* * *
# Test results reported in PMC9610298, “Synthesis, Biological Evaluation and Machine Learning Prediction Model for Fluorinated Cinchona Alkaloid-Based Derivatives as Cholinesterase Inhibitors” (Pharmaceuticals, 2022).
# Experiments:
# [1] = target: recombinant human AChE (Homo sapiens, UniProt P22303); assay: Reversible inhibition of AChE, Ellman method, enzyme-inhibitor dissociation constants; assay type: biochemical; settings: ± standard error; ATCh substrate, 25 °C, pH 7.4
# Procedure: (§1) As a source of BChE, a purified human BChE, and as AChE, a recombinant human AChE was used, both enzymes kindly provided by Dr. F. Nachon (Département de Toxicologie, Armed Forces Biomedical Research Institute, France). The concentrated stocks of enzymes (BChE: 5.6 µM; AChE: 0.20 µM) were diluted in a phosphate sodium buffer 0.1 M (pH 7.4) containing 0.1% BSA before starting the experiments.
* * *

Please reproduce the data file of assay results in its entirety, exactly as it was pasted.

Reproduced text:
# Test results reported in PMC9610298, “Synthesis, Biological Evaluation and Machine Learning Prediction Model for Fluorinated Cinchona Alkaloid-Based Derivatives as Cholinesterase Inhibitors” (Pharmaceuticals, 2022).
# Experiments:
# [1] = target: recombinant human AChE (Homo sapiens, UniProt P22303); assay: Reversible inhibition of AChE, Ellman method, enzyme-inhibitor dissociation constants; assay type: biochemical; settings: ± standard error; ATCh substrate, 25 °C, pH 7.4
# Procedure: (§1) As a source of BChE, a purified human BChE, and as AChE, a recombinant human AChE was used, both enzymes kindly provided by Dr. F. Nachon (Département de Toxicologie, Armed Forces Biomedical Research Institute, France). The concentrated stocks of enzymes (BChE: 5.6 µM; AChE: 0.20 µM) were diluted in a phosphate sodium buffer 0.1 M (pH 7.4) containing 0.1% BSA before starting the experiments.